Human beings appear to be the only complexly
representational cognitive animal on the planet (at their scale).
This obviously depends upon how we define those three terms: complex,
representational, and cognitive.
Presuming for the moment that we are the first and only creature
of this class produced by our living planet, we must ask ourselves
to what end this incredible (and alien) gift arose on Earth
— not merely why in us.
The answer to why in us is probably deceptively simple:
we were (almost) psybiocognitively prepared to handle it —
essentially, we were closest to the treasure (or curse) in terms
of sustainable complexity at the point in terrestrial history where
that treasure was about to be included with(in) one of the children.
From an evolutionary perspective, it might appear as though we won
a sort of lottery, almost accidentally.
If we ask why a living world might evolve toward producing
a complexly representational animal like homo sapiens sapiens...
some fascinating new avenues of concern, interest, opportunity and
perspective arise instantly with our question...and we may begin
to shed light upon a related question: what’s the best possible
use of such an endowment for a planetary participant?
Modern biology will tend to presume that the existence of homo sapiens
(i.e. a complex symbolic cognitive) functionally, intentionally
or by virtue of its activity precludes the arisal or prosperity
of any other such species in simultaneous complex development. This sort of idea can certainly become a law, however, should we decide it is ‘the most likely truth’. In such a case, our actions and relations with other life forms can certainly render it true.
While this may be true at certain
phases of planetary biocognitive development, this is by no means
a law of nature, and it seems peculiar that we would be willing
to believe it. The truths of these domains are far
beyond our models, and may play out very differently on different
worlds. But on our world we can see that complex sentients do in
fact have a variety of choices — and these choices tend to
be governed by obligation to agreement, in general, rather than
What might happen on a world where the first complex symbolic
cognitive species was the opposite of xenophobic? Certainly there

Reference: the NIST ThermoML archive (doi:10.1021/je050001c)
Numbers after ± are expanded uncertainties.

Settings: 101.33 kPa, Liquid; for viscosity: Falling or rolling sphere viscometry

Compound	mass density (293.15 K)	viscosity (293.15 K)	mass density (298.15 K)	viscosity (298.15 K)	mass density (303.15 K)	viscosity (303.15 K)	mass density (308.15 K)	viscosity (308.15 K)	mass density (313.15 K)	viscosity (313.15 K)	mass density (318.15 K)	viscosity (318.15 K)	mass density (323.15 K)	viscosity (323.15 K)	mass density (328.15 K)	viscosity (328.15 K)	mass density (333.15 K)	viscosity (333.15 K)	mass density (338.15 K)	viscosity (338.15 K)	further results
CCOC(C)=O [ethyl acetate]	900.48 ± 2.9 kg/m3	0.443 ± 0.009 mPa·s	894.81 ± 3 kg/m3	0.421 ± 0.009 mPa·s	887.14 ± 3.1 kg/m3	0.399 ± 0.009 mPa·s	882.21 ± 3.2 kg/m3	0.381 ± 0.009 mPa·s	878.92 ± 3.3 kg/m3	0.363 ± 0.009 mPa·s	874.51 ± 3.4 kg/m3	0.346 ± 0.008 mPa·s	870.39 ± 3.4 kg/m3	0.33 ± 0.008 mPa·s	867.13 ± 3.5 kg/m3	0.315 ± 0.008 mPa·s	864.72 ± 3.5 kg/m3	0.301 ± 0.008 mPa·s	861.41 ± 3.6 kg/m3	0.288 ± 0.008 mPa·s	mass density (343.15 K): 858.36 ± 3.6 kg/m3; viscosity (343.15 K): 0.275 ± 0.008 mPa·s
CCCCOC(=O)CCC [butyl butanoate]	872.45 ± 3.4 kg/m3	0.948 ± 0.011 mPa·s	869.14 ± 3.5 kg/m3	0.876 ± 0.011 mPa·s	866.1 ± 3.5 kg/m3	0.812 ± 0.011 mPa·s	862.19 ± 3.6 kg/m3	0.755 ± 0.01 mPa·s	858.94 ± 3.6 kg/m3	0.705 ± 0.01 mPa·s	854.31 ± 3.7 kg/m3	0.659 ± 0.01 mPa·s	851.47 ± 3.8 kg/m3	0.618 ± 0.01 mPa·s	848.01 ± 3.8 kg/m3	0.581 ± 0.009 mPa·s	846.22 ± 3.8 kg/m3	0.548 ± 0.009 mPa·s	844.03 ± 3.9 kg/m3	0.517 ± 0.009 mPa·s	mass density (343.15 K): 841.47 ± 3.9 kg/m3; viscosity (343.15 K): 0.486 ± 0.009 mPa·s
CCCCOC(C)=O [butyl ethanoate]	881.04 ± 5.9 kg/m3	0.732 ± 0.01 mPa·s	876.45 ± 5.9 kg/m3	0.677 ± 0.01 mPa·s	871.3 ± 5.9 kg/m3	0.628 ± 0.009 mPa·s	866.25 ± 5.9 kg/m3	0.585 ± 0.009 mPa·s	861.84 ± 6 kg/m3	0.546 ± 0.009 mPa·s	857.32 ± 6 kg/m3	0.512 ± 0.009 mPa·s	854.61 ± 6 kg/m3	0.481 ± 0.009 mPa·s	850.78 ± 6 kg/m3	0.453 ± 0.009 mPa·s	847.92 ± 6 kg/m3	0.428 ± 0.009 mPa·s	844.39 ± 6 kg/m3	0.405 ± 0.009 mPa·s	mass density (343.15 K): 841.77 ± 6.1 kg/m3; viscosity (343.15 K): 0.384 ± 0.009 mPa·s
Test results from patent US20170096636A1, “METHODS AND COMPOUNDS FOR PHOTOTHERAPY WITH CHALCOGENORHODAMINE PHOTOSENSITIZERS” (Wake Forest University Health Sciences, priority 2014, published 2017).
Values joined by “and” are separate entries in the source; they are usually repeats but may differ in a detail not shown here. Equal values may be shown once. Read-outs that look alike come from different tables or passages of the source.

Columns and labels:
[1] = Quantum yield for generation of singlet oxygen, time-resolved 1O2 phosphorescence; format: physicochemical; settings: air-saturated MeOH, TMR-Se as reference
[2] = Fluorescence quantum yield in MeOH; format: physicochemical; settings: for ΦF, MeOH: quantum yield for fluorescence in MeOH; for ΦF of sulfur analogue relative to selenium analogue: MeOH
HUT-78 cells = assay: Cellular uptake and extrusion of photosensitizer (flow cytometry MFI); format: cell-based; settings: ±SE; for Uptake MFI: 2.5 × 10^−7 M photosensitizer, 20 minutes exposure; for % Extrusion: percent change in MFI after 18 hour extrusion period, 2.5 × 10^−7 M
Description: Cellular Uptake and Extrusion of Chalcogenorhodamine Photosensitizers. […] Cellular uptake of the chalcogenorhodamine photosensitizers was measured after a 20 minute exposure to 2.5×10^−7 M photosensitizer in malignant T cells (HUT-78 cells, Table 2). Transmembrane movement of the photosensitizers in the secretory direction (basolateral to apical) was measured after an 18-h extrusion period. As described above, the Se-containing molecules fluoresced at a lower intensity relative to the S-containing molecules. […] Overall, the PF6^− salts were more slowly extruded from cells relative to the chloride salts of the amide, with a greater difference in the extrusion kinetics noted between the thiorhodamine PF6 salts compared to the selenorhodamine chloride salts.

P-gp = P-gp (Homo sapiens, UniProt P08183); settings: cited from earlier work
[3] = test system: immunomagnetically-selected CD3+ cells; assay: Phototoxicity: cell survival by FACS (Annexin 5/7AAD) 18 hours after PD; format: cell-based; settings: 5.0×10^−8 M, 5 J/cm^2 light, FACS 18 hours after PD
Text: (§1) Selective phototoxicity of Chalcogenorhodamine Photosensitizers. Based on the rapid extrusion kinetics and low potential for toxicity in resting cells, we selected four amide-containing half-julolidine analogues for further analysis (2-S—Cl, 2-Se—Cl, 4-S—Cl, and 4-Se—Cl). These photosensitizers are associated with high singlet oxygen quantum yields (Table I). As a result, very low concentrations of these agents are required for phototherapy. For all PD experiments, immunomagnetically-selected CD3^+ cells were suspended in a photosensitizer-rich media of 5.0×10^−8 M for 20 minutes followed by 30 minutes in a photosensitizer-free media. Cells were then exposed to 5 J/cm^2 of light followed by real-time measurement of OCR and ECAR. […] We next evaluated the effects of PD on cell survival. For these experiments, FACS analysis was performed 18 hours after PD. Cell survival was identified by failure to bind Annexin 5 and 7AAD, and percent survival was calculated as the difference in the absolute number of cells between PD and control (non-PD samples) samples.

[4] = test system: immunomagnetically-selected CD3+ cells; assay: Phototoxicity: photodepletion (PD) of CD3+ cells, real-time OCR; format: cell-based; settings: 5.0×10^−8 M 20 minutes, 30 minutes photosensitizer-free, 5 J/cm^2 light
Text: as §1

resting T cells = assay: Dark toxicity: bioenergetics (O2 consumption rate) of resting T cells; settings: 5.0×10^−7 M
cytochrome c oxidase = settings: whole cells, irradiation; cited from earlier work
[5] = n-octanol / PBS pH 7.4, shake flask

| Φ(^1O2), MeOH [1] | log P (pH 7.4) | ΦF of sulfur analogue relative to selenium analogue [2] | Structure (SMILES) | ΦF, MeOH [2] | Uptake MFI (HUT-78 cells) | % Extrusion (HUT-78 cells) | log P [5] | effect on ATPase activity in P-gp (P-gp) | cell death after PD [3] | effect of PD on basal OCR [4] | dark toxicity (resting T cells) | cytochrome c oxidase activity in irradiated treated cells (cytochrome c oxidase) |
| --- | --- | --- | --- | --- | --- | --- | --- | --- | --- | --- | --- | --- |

have been such worlds, and our world was in fact such a world before
we gained symbolic cognition.
What would happen if the first
complex cognitive decided that the first most important
thing was the preservation of the edenic diversity they awoke
to sentience with(in)?
Given the opportunity and cultural understanding — might they
not then naturally lift a variety of other species to something
beyond the complexity they themselves had experienced in
their own awakening? This would not require machines at all. We
keep forgetting that machines were born of human sentience
which is in its realities and sources entirely unmechanical. Complex
sentience and machines could prove to be utterly irresolvable
— in other words, they could well be polar opposites that
require each other’s habitat-terrain for continuance.
A species that valued the essential diversity and complexity of
their nursery actively and poetically, would soon learn that in
the world outside our human concepts — we are existing as
elements in a sentient hypersystem not only of planetary dimensions
— but of cosmological dimensions as well.
What if — when the biocognitive diversity that our species
arose with(in) was damaged or erased at the planetary scale —
it simultaneously erased the living moment, hope, and internal diversity
of the elements from which our own health, sentience and potential
arise...not in a timeline — but instantaneously?
I am not the first to ask such questions, nor the last — but
I might have some rather unusual approaches to unraveling them.
There are lot more ‘kinds and scales’ of teachers than
what we think of when we use this word.
Contrary to popular belief,
nearly all the teachers aren’t much like our models.
They’re smaller, vaster, stranger and faster — than
anything we’ve made decent words about...